Pharmaceutical QbD: The paradigm in action
The mantra of quality professionals is that “Quality cannot be tested into products; it should be built in by design.” For pharmaceutical organizations, the concept of QbD is applied during the product development stage. The aim of pharmaceutical development is to design a quality product and for its manufacturing process to consistently deliver the product’s intended performance. The information and knowledge gained from product-development studies and the resulting manufacturing experience provide scientific understanding to support the establishment of the design space, specifications, and manufacturing controls. This information can be a basis for quality risk management.
Changes in formulation and manufacturing processes during development and life cycle management are great opportunities to gain additional knowledge and further support the definition of the design space. Similarly, inclusion of relevant knowledge gained from experiments giving unexpected results can also be useful.
Companies involved in pharmaceutical product development are responsible for proposing the design space, which is subject to regulatory assessment and approval. Thereafter, working within the design space is not considered as a change. However, scientific understanding facilitates establishment of an expanded design space, which promotes a more flexible design approach.
To realize this flexibility, it’s important to demonstrate an enhanced knowledge of product performance over a range of material attributes, manufacturing process options, and process parameters. This understanding can be gained by application of formal experimental designs, process analytical technology (PAT), and/or prior knowledge. Appropriate use of quality risk management principles can be helpful in prioritizing the additional pharmaceutical development studies to collect such knowledge.
Finally, the design space
The linkage between the process inputs (input variables and process parameters) and the critical quality attributes can be described in the design space.
Selection of variables
The risk assessment and process development experiments can not only lead to an understanding of the linkage and effect of process inputs on product critical quality attributes (CQA); but they also help identify variables and the ranges within which consistent quality can be achieved. These input variables can thus be selected for inclusion in the design space.
An input variable or process parameter need not be included in the design space if it has no effect on delivering CQAs when the input variable or parameter is varied over the full potential range of operation. The control of these variables would be under good manufacturing practices (GMP).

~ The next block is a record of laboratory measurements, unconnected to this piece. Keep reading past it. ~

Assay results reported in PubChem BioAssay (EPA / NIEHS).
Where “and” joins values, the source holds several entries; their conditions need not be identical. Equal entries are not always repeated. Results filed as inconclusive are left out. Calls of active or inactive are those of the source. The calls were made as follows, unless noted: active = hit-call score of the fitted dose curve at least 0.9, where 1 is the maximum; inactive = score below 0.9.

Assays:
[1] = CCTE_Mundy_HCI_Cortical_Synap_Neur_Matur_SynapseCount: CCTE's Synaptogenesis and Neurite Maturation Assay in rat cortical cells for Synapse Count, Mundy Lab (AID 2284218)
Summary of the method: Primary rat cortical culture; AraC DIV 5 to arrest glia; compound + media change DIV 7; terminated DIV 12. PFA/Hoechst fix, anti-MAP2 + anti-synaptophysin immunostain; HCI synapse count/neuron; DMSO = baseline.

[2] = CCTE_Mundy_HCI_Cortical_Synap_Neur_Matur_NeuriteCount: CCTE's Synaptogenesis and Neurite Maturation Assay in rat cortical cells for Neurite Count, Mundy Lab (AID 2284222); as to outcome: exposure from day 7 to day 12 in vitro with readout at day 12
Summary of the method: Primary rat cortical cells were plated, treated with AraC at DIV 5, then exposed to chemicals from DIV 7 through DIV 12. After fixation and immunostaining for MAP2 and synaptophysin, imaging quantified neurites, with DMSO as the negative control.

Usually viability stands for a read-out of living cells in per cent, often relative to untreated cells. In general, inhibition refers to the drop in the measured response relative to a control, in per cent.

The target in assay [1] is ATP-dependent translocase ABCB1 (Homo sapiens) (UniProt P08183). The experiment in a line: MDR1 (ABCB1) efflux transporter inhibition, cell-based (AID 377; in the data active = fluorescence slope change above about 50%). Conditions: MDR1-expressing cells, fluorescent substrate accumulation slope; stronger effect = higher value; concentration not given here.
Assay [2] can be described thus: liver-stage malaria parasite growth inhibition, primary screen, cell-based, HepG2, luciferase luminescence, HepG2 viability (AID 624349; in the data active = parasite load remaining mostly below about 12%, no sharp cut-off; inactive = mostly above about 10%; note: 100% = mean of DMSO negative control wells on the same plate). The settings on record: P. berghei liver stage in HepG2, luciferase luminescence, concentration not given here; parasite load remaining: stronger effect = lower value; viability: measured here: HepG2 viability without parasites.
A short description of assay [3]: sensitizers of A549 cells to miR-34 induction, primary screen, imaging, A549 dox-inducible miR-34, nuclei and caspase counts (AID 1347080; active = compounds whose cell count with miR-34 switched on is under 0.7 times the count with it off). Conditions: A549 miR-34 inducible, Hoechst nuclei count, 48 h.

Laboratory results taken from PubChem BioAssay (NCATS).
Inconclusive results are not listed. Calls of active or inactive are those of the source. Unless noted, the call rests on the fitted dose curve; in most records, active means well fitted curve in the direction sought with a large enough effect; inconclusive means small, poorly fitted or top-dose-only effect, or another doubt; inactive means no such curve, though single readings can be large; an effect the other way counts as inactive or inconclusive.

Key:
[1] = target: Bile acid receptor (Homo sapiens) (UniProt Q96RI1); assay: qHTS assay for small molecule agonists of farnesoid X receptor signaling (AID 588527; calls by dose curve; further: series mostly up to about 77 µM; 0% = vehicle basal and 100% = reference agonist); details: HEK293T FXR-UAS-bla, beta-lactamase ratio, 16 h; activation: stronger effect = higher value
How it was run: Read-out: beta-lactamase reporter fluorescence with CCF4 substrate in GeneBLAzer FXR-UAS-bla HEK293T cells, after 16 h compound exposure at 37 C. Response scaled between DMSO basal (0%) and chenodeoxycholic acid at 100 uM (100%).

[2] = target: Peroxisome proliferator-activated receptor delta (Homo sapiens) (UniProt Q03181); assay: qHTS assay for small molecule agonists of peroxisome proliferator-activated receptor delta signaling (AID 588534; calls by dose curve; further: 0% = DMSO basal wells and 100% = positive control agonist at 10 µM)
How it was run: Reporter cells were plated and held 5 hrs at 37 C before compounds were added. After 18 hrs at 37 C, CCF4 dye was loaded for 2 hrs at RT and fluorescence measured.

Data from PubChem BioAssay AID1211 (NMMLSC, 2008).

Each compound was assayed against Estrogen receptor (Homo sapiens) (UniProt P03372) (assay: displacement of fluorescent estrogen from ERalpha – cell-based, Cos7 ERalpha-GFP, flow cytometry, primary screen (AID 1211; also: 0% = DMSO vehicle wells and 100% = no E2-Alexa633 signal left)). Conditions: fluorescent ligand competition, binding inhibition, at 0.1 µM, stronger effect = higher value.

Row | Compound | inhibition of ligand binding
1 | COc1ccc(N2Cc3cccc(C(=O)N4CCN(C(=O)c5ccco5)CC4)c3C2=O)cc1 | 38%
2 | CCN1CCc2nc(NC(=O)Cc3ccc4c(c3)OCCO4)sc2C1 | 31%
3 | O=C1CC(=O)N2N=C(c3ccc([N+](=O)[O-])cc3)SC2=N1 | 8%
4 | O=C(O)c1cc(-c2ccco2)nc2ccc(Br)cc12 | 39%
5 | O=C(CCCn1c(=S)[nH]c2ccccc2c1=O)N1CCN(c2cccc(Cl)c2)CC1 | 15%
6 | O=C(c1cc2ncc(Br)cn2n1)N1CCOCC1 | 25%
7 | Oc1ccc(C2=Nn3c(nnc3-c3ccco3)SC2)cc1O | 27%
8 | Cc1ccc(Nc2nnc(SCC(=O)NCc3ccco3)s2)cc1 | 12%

Defining and describing a design space
A design space can be defined in terms of ranges of input variables or parameters or through more complex mathematical relationships. It’s possible to define a design space as a time-dependent function (e.g., temperature and pressure cycle of a lyophilisation cycle), or as a combination of variables such as principal components of a multivariate model. Scaling factors can also be included if the design space is intended to span multiple operational scales. Analysis of historical data can provide the basis for establishing a design space. Regardless of how a design space is developed, it’s expected that operation within the design space will result in a product meeting the defined quality attributes.
Design space vs. proven acceptable ranges
A combination of proven acceptable ranges doesn’t constitute a design space. However, proven acceptable ranges based on univariate experimentation can provide some knowledge about the process.
Design space and edge of failure
Although it can be helpful to know where the edges of failure could be or to determine potential failure modes, it’s not an essential part of establishing a design space.
Risk assessment: QbD and beyond
Risk assessment is a valuable scientific process used in quality risk management that can help identify which material attributes and process parameters have an effect on product CQAs. This risk assessment is typically performed early in a pharmaceutical development process, it can be helpful to repeat the risk assessment as information and greater knowledge become available.
Quality risk management is a systematic process for the assessment, control, communication, and review of risks to the quality of a drug product across its life cycle. Decisions can occur at any point in the process. These decisions might be to return to the previous step and seek further information, to adjust the risk models or even to terminate the risk management process based upon information that supports such a decision. Note: “unacceptable” in the flowchart does not only refer to statutory, legislative or regulatory requirements, but also to the need to revisit the risk assessment process.
Risk assessment tools can be used to identify and rank parameters (e.g., operational, equipment, input material) that could affect product quality based on prior knowledge and initial experimental data. The initial list of potential parameters can be quite extensive, but it will narrow as process understanding increases. The list can be refined further through experimentation to determine the significance of individual variables and potential interactions. Once the significant parameters are identified, they can be further studied through a combination of design of experiments, mathematical models, or studies that lead to mechanistic understanding.